I’ve since moved from doing stand up gigs to doing deeper research in my work. I performed ‘The Divine Game’ at Day for Night, based on the 60’s Tamil epic movie of the same name, that has been remade a few times but retold differently each time. One movie might take a male god as its focus, whereas a different remake will take the female goddess as its powerful central protagonist. I’ve used that story to talk about my family unit, and also to talk about the complicated origins of Hinduism, and its’ undercurrent of quite nationalist rhetoric in the present day. Mixing fiction and non-fiction, fact and non-fact plays a bigger role in my work these days.

“It’s important for me to archive these histories, oral histories. I don’t write them down, but I do perform them, to try and spread the stories so they can carry on.”

The Divine Game 2017, Underbelly Arts Festival. Image by Tim Da Rin

I didn’t want to use religion in my work for a long time, because I viewed it as sacred, but now I am realising it is part of my story, part of my upbringing, so why not bring it in and make it a bit less serious and more playful. I can be a drag queen and a Hindu at the same time. My work always comes back to my family though. In ‘Wedding Banquet’, I talk about my sister’s wedding, and all of the closeted gay uncles in the family. Then in ‘Midnight Masala’ based on the history of Little India in Singapore, I pickle limes, using pickling (or preserving) as a form of archiving.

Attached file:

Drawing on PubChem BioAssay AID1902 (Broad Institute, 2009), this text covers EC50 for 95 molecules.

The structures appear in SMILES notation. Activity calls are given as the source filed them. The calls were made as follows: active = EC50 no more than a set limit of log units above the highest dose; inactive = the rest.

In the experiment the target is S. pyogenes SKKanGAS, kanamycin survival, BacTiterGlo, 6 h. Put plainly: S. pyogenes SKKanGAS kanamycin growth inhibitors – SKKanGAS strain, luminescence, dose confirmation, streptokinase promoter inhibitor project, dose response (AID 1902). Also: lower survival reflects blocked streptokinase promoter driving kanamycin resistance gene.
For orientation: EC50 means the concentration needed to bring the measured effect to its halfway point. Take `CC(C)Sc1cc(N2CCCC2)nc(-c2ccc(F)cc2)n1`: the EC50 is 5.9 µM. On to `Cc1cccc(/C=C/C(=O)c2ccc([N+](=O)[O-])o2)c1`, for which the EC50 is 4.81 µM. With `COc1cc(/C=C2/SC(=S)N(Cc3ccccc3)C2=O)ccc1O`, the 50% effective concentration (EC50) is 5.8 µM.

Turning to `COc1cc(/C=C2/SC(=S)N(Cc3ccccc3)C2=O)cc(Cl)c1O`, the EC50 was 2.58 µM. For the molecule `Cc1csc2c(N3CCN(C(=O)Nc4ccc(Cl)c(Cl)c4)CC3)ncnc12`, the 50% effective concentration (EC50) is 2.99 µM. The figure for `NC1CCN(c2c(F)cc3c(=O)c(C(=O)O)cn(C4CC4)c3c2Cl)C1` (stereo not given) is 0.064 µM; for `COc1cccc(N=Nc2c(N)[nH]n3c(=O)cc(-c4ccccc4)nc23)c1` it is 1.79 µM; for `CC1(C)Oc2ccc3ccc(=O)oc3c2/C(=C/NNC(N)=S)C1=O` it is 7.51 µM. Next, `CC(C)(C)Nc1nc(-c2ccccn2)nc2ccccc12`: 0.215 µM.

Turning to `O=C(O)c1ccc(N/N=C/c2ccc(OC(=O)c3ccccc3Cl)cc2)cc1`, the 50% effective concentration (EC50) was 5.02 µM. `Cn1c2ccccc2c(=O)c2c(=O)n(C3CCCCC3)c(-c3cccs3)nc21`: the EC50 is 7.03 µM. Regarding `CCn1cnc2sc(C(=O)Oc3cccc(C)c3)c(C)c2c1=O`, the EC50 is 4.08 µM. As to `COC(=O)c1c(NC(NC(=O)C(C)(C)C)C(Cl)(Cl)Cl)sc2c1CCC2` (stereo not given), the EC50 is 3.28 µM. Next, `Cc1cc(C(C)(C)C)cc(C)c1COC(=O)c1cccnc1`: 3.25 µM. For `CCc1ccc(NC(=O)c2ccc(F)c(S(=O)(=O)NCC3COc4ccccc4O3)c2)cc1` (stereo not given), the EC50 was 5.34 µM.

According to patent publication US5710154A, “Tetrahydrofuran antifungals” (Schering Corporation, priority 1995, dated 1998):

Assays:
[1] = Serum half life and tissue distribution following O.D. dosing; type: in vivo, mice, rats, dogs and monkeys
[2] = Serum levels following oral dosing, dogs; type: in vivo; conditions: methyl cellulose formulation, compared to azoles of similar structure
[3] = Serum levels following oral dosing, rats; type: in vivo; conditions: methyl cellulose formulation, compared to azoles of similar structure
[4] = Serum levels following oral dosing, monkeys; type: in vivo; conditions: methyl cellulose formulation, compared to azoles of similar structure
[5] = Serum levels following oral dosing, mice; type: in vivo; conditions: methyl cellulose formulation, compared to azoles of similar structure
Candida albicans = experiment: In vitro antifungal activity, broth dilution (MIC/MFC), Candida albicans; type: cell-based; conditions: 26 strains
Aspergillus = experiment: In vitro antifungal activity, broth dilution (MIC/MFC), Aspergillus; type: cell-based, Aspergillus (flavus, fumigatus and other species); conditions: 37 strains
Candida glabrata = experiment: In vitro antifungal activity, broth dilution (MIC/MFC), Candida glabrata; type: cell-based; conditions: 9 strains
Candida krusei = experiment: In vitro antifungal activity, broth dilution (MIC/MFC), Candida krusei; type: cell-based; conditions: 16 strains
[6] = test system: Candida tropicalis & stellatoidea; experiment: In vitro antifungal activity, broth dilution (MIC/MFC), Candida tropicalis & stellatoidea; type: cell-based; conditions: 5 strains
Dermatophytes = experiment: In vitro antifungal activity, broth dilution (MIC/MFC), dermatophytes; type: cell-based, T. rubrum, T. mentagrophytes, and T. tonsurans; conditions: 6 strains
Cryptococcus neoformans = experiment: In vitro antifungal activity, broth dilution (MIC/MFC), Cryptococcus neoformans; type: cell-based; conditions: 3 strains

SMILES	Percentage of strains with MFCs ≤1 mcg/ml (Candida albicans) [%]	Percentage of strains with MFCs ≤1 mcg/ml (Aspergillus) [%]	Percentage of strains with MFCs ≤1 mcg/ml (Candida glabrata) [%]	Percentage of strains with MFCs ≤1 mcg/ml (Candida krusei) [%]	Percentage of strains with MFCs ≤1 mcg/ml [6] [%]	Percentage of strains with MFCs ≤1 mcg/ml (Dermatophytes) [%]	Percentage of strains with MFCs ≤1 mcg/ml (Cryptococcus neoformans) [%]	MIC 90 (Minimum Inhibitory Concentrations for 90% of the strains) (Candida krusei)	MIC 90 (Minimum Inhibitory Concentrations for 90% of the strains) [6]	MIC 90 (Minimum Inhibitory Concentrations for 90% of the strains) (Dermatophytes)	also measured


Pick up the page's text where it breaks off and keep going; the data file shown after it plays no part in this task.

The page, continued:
There’s always this worry of losing personal history if we don’t talk about it, to remember where my grandfather came from, my immediate family’s upbringing. If no-one records any of this, I’m concerned that the stories die when people pass away. It’s important for me to archive these histories, oral histories. I don’t write them down, but I do perform them, to try and spread the stories so they can carry on.

Your curation of the upcoming MCA Artbar (part of Vivid 2019) is perhaps one of your most ambitious projects to date. What thoughts or concepts went into developing this project?

When I was approached to curate this show, I decided that I wanted to bring something to Artbar that hadn’t been done before. I’m calling the event ‘Radha’s House Party’, and I want it to have a South Asian and Dravidian focus. A big part of this event for me is community. It’s a house party where all of your family and relatives are there, like those big South Asian events in homes where there are the nieces who sing, cousins who dance, everyone performs. It’s my made up family in Sydney, and Australia.